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APPENDIX

Evidence-based Rating System Used To Determine Strength Of Recommendations

CategoryDefinitionRecommendation
Strength of recommendation 
Strong evidence for efficacy and substantial clinical benefit Strongly recommended 
Strong or moderate evidence for efficacy, but only limited clinical benefit Generally recommended 
Insufficient evidence for efficacy, or efficacy does not outweigh possible adverse consequences Optional 
Moderate evidence against efficacy or for adverse outcome Generally not recommended 
Strong evidence against efficacy or for adverse outcome Never recommended 
Quality of evidence supporting recommendation 
Evidence from at least 1 well-executed randomized controlled trial or 1 rigorously designed laboratory-based experimental study that has been replicated by an independent investigator  
II Evidence from at least 1 well-designed clinical trial without randomization; cohort or case-controlled analytic studies (preferably from >1 center); multiple time-series studies; dramatic results from uncontrolled studies; or some evidence from laboratory experiments  
III Evidence from opinions of respected authorities based on clinical or laboratory experience, descriptive studies, or reports of expert committees  
CategoryDefinitionRecommendation
Strength of recommendation 
Strong evidence for efficacy and substantial clinical benefit Strongly recommended 
Strong or moderate evidence for efficacy, but only limited clinical benefit Generally recommended 
Insufficient evidence for efficacy, or efficacy does not outweigh possible adverse consequences Optional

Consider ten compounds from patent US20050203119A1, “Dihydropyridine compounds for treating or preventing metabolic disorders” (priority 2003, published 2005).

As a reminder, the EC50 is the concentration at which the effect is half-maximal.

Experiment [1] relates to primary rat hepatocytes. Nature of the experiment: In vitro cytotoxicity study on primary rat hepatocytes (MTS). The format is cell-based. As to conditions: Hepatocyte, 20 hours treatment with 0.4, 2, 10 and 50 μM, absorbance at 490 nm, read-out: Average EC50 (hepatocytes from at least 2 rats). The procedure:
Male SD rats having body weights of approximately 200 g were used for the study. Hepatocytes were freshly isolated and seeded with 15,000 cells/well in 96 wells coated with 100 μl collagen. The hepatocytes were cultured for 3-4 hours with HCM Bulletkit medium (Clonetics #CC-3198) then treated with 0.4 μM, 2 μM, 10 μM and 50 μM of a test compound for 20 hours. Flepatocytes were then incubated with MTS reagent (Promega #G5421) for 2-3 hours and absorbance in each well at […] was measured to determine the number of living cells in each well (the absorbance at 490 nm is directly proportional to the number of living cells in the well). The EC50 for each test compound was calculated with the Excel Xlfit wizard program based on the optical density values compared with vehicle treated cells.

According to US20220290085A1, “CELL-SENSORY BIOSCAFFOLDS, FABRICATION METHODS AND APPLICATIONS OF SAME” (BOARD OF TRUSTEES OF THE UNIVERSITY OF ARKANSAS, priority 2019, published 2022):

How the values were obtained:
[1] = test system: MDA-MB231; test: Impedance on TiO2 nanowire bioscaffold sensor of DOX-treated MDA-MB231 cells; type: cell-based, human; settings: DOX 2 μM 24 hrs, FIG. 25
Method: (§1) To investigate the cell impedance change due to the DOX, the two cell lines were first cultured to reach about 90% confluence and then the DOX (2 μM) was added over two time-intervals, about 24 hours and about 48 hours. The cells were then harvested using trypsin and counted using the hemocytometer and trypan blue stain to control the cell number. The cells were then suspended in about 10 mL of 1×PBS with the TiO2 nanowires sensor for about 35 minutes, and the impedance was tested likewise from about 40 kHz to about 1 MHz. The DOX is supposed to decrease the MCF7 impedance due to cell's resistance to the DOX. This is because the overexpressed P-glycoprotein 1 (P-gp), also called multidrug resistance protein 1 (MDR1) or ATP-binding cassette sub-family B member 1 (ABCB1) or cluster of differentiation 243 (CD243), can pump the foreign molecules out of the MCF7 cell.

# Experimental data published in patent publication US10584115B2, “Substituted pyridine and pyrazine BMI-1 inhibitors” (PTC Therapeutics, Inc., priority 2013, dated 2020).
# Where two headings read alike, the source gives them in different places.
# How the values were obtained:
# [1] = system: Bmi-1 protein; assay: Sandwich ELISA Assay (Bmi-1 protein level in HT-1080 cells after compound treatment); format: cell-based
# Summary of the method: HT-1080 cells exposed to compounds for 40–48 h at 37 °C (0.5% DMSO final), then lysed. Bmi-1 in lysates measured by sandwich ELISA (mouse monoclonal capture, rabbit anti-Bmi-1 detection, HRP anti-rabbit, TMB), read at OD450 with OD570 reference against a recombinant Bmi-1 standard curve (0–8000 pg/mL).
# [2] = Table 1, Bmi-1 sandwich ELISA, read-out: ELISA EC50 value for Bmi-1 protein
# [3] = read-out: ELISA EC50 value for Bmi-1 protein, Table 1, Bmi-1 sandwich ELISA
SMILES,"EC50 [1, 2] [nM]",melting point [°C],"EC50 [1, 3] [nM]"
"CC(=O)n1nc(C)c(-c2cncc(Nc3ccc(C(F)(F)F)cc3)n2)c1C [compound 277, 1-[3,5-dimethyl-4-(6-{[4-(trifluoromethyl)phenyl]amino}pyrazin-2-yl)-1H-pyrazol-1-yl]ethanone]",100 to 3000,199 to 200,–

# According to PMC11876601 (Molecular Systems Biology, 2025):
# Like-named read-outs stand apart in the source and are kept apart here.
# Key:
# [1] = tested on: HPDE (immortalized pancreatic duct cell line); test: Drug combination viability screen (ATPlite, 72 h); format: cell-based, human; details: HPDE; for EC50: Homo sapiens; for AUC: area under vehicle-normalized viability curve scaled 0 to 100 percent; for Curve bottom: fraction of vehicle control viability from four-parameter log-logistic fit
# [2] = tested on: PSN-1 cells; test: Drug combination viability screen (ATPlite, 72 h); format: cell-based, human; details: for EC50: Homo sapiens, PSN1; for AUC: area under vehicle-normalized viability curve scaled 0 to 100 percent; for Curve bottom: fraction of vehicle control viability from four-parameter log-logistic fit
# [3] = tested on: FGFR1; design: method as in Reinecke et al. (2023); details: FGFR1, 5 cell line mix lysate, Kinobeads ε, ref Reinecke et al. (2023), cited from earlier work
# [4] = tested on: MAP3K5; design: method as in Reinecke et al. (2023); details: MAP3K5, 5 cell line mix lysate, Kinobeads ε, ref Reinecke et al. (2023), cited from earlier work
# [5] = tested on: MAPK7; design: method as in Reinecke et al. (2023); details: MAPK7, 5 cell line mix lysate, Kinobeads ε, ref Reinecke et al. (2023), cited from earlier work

Moderate evidence against efficacy or for adverse outcome Generally not recommended 
Strong evidence against efficacy or for adverse outcome Never recommended 
Quality of evidence supporting recommendation 
Evidence from at least 1 well-executed randomized controlled trial or 1 rigorously designed laboratory-based experimental study that has been replicated by an independent investigator  
II Evidence from at least 1 well-designed clinical trial without randomization; cohort or case-controlled analytic studies (preferably from >1 center); multiple time-series studies; dramatic results from uncontrolled studies; or some evidence from laboratory experiments  
III Evidence from opinions of respected authorities based on clinical or laboratory experience, descriptive studies, or reports of expert committees  

Adapted from Centers for Disease Control. 2009 guidelines for the prevention and treatment of opportunistic infections among HIV-exposed and HIV-infected children. MMWR Recomm Rep. 2009;58(RR-11):5.

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